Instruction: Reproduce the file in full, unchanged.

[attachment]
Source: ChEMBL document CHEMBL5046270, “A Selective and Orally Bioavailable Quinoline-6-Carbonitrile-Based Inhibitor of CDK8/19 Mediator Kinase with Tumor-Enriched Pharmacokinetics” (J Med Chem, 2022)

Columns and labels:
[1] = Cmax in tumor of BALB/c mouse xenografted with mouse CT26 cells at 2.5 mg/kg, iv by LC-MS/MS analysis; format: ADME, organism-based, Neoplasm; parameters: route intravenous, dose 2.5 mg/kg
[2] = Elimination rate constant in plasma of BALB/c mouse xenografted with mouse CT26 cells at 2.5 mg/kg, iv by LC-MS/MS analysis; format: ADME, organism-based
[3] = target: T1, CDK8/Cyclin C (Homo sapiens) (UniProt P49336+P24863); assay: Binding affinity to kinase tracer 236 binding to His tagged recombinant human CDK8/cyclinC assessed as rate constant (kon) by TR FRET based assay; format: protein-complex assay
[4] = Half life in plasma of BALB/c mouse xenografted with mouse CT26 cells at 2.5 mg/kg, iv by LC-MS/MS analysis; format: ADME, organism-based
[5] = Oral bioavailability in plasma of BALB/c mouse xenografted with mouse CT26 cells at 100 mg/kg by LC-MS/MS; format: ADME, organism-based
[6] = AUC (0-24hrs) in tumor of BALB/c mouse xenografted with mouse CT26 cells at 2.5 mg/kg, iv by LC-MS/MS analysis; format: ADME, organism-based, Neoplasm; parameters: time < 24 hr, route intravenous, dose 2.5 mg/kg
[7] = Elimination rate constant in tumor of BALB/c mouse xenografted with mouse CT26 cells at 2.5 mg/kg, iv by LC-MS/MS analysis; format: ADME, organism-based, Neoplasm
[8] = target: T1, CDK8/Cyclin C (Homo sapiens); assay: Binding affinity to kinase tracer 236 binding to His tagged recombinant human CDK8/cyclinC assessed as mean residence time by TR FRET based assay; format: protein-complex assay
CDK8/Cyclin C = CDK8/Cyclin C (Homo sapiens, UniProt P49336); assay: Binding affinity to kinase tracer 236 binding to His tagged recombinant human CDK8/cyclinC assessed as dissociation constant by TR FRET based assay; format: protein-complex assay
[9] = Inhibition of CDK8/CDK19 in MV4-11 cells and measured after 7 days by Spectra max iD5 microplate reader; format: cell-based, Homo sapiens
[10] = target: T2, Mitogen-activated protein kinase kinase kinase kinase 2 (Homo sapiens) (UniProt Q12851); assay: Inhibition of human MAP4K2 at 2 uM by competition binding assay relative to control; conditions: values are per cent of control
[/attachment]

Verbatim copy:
Source: ChEMBL document CHEMBL5046270, “A Selective and Orally Bioavailable Quinoline-6-Carbonitrile-Based Inhibitor of CDK8/19 Mediator Kinase with Tumor-Enriched Pharmacokinetics” (J Med Chem, 2022)

Columns and labels:
[1] = Cmax in tumor of BALB/c mouse xenografted with mouse CT26 cells at 2.5 mg/kg, iv by LC-MS/MS analysis; format: ADME, organism-based, Neoplasm; parameters: route intravenous, dose 2.5 mg/kg
[2] = Elimination rate constant in plasma of BALB/c mouse xenografted with mouse CT26 cells at 2.5 mg/kg, iv by LC-MS/MS analysis; format: ADME, organism-based
[3] = target: T1, CDK8/Cyclin C (Homo sapiens) (UniProt P49336+P24863); assay: Binding affinity to kinase tracer 236 binding to His tagged recombinant human CDK8/cyclinC assessed as rate constant (kon) by TR FRET based assay; format: protein-complex assay
[4] = Half life in plasma of BALB/c mouse xenografted with mouse CT26 cells at 2.5 mg/kg, iv by LC-MS/MS analysis; format: ADME, organism-based
[5] = Oral bioavailability in plasma of BALB/c mouse xenografted with mouse CT26 cells at 100 mg/kg by LC-MS/MS; format: ADME, organism-based
[6] = AUC (0-24hrs) in tumor of BALB/c mouse xenografted with mouse CT26 cells at 2.5 mg/kg, iv by LC-MS/MS analysis; format: ADME, organism-based, Neoplasm; parameters: time < 24 hr, route intravenous, dose 2.5 mg/kg
[7] = Elimination rate constant in tumor of BALB/c mouse xenografted with mouse CT26 cells at 2.5 mg/kg, iv by LC-MS/MS analysis; format: ADME, organism-based, Neoplasm
[8] = target: T1, CDK8/Cyclin C (Homo sapiens); assay: Binding affinity to kinase tracer 236 binding to His tagged recombinant human CDK8/cyclinC assessed as mean residence time by TR FRET based assay; format: protein-complex assay
CDK8/Cyclin C = CDK8/Cyclin C (Homo sapiens, UniProt P49336); assay: Binding affinity to kinase tracer 236 binding to His tagged recombinant human CDK8/cyclinC assessed as dissociation constant by TR FRET based assay; format: protein-complex assay
[9] = Inhibition of CDK8/CDK19 in MV4-11 cells and measured after 7 days by Spectra max iD5 microplate reader; format: cell-based, Homo sapiens
[10] = target: T2, Mitogen-activated protein kinase kinase kinase kinase 2 (Homo sapiens) (UniProt Q12851); assay: Inhibition of human MAP4K2 at 2 uM by competition binding assay relative to control; conditions: values are per cent of control